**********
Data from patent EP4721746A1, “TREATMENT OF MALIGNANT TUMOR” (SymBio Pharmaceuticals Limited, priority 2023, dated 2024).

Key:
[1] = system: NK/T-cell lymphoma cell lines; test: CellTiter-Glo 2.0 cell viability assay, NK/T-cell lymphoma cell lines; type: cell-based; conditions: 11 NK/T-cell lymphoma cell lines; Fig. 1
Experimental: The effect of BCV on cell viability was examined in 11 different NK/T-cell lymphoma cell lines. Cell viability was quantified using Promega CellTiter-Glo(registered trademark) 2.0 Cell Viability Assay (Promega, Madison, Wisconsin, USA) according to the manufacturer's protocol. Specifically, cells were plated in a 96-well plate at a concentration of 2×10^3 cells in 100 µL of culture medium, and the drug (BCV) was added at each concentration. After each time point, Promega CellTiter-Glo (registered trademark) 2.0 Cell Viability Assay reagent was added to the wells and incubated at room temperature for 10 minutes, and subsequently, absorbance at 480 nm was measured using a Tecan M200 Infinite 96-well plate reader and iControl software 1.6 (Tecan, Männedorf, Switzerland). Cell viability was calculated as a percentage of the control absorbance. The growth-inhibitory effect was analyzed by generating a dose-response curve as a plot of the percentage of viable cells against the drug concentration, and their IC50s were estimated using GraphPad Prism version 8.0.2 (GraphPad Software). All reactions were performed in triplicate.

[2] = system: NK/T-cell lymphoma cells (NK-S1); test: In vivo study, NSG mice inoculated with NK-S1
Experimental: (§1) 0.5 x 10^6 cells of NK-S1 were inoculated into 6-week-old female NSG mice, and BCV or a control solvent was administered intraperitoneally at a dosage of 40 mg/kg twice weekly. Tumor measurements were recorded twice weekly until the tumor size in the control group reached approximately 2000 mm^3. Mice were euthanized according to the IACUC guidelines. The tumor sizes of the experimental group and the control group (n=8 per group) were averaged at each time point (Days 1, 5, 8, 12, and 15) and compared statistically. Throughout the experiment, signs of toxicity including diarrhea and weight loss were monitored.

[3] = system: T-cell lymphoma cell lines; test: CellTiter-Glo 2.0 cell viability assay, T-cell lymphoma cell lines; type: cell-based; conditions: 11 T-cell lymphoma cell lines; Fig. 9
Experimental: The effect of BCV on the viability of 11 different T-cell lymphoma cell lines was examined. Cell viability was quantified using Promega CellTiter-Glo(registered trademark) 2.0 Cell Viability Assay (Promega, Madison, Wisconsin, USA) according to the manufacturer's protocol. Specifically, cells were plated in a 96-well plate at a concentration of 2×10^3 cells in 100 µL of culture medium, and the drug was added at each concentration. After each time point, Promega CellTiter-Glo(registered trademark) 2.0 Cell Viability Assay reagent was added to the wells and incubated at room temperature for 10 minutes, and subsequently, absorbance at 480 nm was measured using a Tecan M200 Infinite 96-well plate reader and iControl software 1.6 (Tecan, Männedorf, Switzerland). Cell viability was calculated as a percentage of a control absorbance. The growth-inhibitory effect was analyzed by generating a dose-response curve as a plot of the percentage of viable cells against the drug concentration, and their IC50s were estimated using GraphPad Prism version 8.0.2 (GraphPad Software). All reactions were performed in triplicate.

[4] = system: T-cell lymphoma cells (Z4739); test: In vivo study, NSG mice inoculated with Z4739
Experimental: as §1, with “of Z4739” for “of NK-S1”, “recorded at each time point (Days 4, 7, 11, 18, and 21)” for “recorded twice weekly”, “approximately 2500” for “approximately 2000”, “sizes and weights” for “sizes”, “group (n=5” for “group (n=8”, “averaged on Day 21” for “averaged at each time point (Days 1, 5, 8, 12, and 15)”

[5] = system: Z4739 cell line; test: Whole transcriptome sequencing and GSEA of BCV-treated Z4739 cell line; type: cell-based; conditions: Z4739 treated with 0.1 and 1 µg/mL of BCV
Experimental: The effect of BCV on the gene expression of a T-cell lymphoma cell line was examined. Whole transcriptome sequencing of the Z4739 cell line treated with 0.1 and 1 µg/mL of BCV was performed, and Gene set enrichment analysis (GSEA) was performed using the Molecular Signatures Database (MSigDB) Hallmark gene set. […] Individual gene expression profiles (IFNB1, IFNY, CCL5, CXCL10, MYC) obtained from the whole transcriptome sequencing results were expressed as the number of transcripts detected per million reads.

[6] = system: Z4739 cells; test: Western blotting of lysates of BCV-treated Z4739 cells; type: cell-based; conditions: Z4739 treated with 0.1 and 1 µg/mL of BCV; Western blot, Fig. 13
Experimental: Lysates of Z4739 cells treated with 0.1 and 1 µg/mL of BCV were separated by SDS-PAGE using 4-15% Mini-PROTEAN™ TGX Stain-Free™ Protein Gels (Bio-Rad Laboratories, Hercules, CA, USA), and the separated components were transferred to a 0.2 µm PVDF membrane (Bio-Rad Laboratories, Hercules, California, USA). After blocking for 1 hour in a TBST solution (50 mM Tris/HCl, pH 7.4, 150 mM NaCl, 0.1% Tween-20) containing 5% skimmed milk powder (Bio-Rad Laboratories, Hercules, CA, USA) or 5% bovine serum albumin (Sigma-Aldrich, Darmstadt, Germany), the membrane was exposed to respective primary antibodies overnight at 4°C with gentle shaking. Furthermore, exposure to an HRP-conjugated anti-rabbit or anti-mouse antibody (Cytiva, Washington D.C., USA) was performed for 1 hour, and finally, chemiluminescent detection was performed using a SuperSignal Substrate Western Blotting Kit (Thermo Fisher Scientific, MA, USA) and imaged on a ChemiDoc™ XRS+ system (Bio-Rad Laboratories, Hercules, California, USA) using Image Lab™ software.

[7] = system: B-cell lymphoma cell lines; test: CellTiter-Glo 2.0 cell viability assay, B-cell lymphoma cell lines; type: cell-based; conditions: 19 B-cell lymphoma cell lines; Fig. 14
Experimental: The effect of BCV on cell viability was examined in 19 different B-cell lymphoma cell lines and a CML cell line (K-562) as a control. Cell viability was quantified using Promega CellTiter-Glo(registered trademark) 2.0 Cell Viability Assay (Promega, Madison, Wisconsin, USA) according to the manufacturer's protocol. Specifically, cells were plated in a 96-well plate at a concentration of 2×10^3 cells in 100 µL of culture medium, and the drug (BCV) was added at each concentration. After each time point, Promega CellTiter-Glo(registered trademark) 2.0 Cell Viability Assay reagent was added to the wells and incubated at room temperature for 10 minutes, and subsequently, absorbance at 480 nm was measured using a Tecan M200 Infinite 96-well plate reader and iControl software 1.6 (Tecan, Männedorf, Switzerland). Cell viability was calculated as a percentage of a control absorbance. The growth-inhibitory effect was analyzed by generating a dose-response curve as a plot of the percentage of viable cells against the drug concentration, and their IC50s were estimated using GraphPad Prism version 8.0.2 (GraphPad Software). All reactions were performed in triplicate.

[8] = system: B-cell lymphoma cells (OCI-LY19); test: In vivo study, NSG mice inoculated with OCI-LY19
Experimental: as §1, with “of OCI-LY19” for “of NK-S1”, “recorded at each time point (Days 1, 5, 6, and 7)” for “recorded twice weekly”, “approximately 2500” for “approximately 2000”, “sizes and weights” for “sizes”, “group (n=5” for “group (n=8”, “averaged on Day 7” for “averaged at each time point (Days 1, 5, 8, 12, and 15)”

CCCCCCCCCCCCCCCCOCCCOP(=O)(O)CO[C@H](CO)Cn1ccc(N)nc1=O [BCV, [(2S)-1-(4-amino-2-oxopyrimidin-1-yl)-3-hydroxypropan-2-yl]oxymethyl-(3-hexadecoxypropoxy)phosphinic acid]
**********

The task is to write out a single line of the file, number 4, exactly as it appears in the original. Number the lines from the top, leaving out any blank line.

Experimental: The effect of BCV on cell viability was examined in 11 different NK/T-cell lymphoma cell lines. Cell viability was quantified using Promega CellTiter-Glo(registered trademark) 2.0 Cell Viability Assay (Promega, Madison, Wisconsin, USA) according to the manufacturer's protocol. Specifically, cells were plated in a 96-well plate at a concentration of 2×10^3 cells in 100 µL of culture medium, and the drug (BCV) was added at each concentration. After each time point, Promega CellTiter-Glo (registered trademark) 2.0 Cell Viability Assay reagent was added to the wells and incubated at room temperature for 10 minutes, and subsequently, absorbance at 480 nm was measured using a Tecan M200 Infinite 96-well plate reader and iControl software 1.6 (Tecan, Männedorf, Switzerland). Cell viability was calculated as a percentage of the control absorbance. The growth-inhibitory effect was analyzed by generating a dose-response curve as a plot of the percentage of viable cells against the drug concentration, and their IC50s were estimated using GraphPad Prism version 8.0.2 (GraphPad Software). All reactions were performed in triplicate.